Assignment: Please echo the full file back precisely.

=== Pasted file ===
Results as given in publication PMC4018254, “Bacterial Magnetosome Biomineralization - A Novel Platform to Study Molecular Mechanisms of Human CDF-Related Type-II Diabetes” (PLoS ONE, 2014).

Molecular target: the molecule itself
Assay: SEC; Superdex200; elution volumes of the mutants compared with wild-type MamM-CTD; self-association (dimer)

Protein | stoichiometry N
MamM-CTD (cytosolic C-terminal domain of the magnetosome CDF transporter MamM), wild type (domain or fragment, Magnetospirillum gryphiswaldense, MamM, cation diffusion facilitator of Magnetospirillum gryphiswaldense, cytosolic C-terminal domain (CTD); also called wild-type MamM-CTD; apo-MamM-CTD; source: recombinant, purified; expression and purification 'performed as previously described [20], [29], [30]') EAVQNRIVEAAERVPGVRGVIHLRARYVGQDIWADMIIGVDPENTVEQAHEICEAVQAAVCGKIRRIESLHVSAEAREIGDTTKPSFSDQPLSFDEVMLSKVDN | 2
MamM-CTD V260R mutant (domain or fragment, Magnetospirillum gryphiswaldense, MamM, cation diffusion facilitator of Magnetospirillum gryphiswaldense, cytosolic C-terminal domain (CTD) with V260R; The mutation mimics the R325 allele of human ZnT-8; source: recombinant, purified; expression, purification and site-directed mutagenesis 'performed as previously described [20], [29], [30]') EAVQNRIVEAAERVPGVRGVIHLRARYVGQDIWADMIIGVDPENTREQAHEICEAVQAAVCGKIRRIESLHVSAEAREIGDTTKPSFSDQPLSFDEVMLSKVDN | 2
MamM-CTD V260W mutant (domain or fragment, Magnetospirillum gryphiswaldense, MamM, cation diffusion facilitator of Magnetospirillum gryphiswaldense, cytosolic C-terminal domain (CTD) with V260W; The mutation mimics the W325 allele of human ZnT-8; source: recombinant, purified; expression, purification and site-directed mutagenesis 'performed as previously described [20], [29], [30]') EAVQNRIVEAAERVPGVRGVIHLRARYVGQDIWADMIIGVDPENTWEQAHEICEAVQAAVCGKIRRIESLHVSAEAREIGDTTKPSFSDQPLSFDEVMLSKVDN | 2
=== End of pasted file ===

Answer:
Results as given in publication PMC4018254, “Bacterial Magnetosome Biomineralization - A Novel Platform to Study Molecular Mechanisms of Human CDF-Related Type-II Diabetes” (PLoS ONE, 2014).

Molecular target: the molecule itself
Assay: SEC; Superdex200; elution volumes of the mutants compared with wild-type MamM-CTD; self-association (dimer)

Protein | stoichiometry N
MamM-CTD (cytosolic C-terminal domain of the magnetosome CDF transporter MamM), wild type (domain or fragment, Magnetospirillum gryphiswaldense, MamM, cation diffusion facilitator of Magnetospirillum gryphiswaldense, cytosolic C-terminal domain (CTD); also called wild-type MamM-CTD; apo-MamM-CTD; source: recombinant, purified; expression and purification 'performed as previously described [20], [29], [30]') EAVQNRIVEAAERVPGVRGVIHLRARYVGQDIWADMIIGVDPENTVEQAHEICEAVQAAVCGKIRRIESLHVSAEAREIGDTTKPSFSDQPLSFDEVMLSKVDN | 2
MamM-CTD V260R mutant (domain or fragment, Magnetospirillum gryphiswaldense, MamM, cation diffusion facilitator of Magnetospirillum gryphiswaldense, cytosolic C-terminal domain (CTD) with V260R; The mutation mimics the R325 allele of human ZnT-8; source: recombinant, purified; expression, purification and site-directed mutagenesis 'performed as previously described [20], [29], [30]') EAVQNRIVEAAERVPGVRGVIHLRARYVGQDIWADMIIGVDPENTREQAHEICEAVQAAVCGKIRRIESLHVSAEAREIGDTTKPSFSDQPLSFDEVMLSKVDN | 2
MamM-CTD V260W mutant (domain or fragment, Magnetospirillum gryphiswaldense, MamM, cation diffusion facilitator of Magnetospirillum gryphiswaldense, cytosolic C-terminal domain (CTD) with V260W; The mutation mimics the W325 allele of human ZnT-8; source: recombinant, purified; expression, purification and site-directed mutagenesis 'performed as previously described [20], [29], [30]') EAVQNRIVEAAERVPGVRGVIHLRARYVGQDIWADMIIGVDPENTWEQAHEICEAVQAAVCGKIRRIESLHVSAEAREIGDTTKPSFSDQPLSFDEVMLSKVDN | 2